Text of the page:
Statoil made two oil discoveries in the Bay du Nord area during its 19-month exploration drilling program offshore Newfoundland, which the company is estimating the finds to possibly be in the lower end of the anticipated volume range.
Map from Statoil.
In total, nine wells were drilled using Seadrill’s West Hercules semisubmersible during Statoil’s quest to increase the robustness of the Bay du Nord project and to test new areas of the Flemish Pass Basin.
Flemish Pass, located approximately 500km east of St. John’s, Newfoundland and Labrador, has resulted in an improved understanding of the area’s frontier for the Norwegian giant.
Statoil encountered the two discoveries at the Bay de Verde and Baccalieu prospects, both of which add to the resource base for a potential development at the Bay du Nord discovery.
The appraisal and near-field exploration of the Bay du Nord discovery has reduced key reservoir uncertainties and confirmed that the volumes are within the original volume range of the 300-600 MMbbl of recoverable oil initially estimated by Statoil in 2013, but potentially towards the lower end of the range, the company said.
“We are encouraged by the discoveries in the Bay de Verde and Baccalieu wells and the results of the appraisal wells,” said Erling Vågnes, senior vice president, Statoil Exploration, Northern Hemisphere. “Based on the improved understanding of the Flemish Pass Basin petroleum system, we are maturing further prospects that may add volumes to Bay du Nord.”
The 19-month drilling program, conducted conducted in a harsh offshore environment, included four exploration wells near the 2013 Bay du Nord discovery, as well as three appraisal wells on the discovery. In addition, two exploration wells were drilled in areas outside the Bay du Nord discovery.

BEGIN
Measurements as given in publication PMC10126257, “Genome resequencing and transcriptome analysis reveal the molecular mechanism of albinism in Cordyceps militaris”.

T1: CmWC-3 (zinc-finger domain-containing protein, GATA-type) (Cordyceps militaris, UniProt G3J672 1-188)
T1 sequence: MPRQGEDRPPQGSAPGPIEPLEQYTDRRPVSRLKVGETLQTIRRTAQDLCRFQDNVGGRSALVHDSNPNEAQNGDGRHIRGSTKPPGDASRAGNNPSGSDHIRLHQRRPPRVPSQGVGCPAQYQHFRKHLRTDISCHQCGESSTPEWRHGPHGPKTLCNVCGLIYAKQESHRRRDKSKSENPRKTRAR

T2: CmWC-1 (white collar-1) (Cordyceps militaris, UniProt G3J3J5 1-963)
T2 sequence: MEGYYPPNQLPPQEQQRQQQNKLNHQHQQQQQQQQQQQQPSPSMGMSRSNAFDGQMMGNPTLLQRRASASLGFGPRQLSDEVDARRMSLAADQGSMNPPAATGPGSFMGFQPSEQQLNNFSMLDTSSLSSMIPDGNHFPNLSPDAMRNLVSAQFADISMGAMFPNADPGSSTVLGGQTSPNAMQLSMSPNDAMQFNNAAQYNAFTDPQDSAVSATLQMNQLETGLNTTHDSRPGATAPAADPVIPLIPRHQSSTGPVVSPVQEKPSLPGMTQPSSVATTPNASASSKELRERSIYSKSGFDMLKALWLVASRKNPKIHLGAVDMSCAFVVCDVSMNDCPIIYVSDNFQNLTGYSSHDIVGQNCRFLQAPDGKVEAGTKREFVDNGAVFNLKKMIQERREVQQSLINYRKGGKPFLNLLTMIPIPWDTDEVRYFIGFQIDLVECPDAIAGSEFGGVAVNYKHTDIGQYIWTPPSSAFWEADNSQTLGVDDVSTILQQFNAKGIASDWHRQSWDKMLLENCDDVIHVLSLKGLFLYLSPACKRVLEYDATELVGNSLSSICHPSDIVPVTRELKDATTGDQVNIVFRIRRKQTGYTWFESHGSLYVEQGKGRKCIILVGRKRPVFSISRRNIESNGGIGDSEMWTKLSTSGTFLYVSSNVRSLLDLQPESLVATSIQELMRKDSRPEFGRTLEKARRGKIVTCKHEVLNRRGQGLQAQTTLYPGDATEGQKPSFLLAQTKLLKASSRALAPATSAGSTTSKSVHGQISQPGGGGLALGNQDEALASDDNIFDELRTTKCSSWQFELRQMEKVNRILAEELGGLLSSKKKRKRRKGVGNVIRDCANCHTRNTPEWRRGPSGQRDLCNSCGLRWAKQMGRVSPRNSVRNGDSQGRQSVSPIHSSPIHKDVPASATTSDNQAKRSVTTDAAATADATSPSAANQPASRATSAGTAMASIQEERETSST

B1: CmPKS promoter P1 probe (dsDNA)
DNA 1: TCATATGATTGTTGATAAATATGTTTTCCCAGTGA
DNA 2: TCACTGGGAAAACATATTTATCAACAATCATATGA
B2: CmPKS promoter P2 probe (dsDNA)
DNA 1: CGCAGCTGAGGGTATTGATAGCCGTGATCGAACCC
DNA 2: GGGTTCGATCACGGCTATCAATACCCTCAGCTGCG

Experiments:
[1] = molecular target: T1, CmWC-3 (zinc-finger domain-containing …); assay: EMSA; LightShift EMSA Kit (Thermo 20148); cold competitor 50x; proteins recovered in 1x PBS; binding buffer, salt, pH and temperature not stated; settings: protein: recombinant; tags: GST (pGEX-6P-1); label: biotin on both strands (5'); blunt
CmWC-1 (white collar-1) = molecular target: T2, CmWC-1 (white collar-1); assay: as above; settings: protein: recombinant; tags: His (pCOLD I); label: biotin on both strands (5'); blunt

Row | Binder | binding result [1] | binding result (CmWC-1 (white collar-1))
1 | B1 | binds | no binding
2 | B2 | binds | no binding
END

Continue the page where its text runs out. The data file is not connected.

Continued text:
“The Flemish Pass Basin offshore Newfoundland is a frontier area, where only 17 wells have been drilled in the entire basin – in an area that is 30,000sq km,” said Vågnes. “This drilling campaign has been critical both to maturing the Bay du Nord discovery as well as evolving our knowledge of the greater basin and Newfoundland offshore – which remains a core exploration area for Statoil.”
The drilling program, which began in November 2014, was extended by one month to incorporate the drilling of Baccalieu, a well on a license awarded by the C-NLOPB in the 2015 land sale, that Statoil was able to progress from access to well-completion in four months.
Statoil said its assessment of the commercial potential of the Bay du Nord discovery is ongoing.
“The recent drilling program has been critical to Statoil’s continued assessment of Bay du Nord, and work is underway to evaluate the results related to proceeding with a potential Statoil-operated development in the Flemish Pass Basin,” said Paul Fulton, president, Statoil Canada.
Late last month, Statoil decided to cancel its contract with Seadrill for the West Hercules, due to the postponement of the Aasta Hansteen drilling campaign from 1 July 2016, to 2H 2018.